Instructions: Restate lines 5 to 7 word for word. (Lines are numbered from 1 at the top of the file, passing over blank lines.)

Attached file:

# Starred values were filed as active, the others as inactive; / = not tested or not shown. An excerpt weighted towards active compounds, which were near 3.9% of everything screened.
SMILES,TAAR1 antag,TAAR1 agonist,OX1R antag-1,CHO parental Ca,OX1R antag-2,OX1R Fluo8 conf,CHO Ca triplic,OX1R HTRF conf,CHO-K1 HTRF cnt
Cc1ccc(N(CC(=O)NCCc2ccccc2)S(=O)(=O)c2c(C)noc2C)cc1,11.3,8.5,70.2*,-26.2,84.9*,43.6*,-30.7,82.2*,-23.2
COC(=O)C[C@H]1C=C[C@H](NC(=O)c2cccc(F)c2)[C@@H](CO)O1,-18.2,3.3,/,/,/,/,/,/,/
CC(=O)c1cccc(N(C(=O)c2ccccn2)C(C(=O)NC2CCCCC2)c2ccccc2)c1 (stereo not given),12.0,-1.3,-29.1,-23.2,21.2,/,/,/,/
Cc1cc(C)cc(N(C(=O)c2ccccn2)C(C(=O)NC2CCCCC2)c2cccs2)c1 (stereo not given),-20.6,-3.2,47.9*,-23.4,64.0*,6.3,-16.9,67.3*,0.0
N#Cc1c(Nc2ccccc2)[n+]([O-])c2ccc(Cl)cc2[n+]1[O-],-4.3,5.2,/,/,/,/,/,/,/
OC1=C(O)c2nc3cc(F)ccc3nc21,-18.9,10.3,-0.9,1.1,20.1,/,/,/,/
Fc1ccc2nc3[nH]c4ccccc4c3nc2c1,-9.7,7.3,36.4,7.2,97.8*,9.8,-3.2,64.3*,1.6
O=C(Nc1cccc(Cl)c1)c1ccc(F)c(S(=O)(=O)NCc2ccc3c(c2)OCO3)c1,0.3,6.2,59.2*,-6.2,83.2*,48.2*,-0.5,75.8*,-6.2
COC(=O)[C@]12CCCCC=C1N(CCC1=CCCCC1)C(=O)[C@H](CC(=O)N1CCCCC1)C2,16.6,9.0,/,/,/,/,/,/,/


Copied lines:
CC(=O)c1cccc(N(C(=O)c2ccccn2)C(C(=O)NC2CCCCC2)c2ccccc2)c1 (stereo not given),12.0,-1.3,-29.1,-23.2,21.2,/,/,/,/
Cc1cc(C)cc(N(C(=O)c2ccccn2)C(C(=O)NC2CCCCC2)c2cccs2)c1 (stereo not given),-20.6,-3.2,47.9*,-23.4,64.0*,6.3,-16.9,67.3*,0.0
N#Cc1c(Nc2ccccc2)[n+]([O-])c2ccc(Cl)cc2[n+]1[O-],-4.3,5.2,/,/,/,/,/,/,/